The U.S. Food and Drug Administration (FDA) has set a new standard for gluten-free labels on products. According to The New York Times, health officials claim that this move toward uniformity can potentially help the 3 million Americans with celiac disease in the $4 billion market for gluten-free products.
Congress passed a law back in 2004, in an effort to help those with celiac disease, wherein the FDA set standards regarding how much trace gluten may actually be present in foods with gluten-free labels.
The new standard is essentially fine-tuning the 2004 law. The agency has now set a gluten limit of 20 parts per million for products with a gluten-free label. Discussion of the limit had been in the making for a while now, and many other industries in European countries and Canada have similar limits for trace gluten.
"Gluten" refers to the proteins that occur naturally in rye, barley, wheat, and other hybrids of these grains. For those suffering from celiac disease, ingesting foods that contain gluten can lead to harming the lining of their small intestine. This damage can lead to serious health issues, including osteoporosis, infertility, intestinal cancer, and nutritional deficiencies.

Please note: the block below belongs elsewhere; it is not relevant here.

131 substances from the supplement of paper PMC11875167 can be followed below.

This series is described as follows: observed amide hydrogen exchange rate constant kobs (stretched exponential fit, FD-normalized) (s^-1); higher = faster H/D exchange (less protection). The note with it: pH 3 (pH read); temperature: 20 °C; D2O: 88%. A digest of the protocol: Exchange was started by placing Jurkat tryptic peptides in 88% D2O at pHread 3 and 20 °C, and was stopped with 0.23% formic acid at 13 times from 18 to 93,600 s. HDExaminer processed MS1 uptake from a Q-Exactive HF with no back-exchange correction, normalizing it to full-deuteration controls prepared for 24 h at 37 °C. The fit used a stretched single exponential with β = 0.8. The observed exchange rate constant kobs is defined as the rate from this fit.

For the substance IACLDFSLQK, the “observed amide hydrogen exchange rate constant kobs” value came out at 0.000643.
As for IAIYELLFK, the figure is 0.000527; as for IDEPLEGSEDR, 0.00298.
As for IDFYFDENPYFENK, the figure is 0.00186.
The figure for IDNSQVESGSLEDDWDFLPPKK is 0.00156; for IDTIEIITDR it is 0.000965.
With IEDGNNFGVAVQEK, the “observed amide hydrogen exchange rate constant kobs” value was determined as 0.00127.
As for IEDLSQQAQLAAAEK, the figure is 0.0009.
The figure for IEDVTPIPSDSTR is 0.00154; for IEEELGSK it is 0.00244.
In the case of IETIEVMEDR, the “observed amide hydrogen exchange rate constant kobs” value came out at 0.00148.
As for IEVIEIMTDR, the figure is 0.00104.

It is also against the law to intentionally mislead customers by mislabeling products as gluten-free.
According to an August federal regulation release, the new gluten rule will become effective in 30 days, while the compliance deadline is August 5, 2014. This may sound contradictory, but while the rule is in effect, the FDA still recognizes that food manufacturers may need time to review their products that may contain gluten. Therefore, these manufacturers will have until August 5, 2014, before all labels must comply with the rule.
The FDA will also allow stickers updating the labels in the interim during this 12-month waiting period, so consumers may expect to come across a package or two with more accurate, FDA-approved updates in the next few months while shopping for gluten-free products.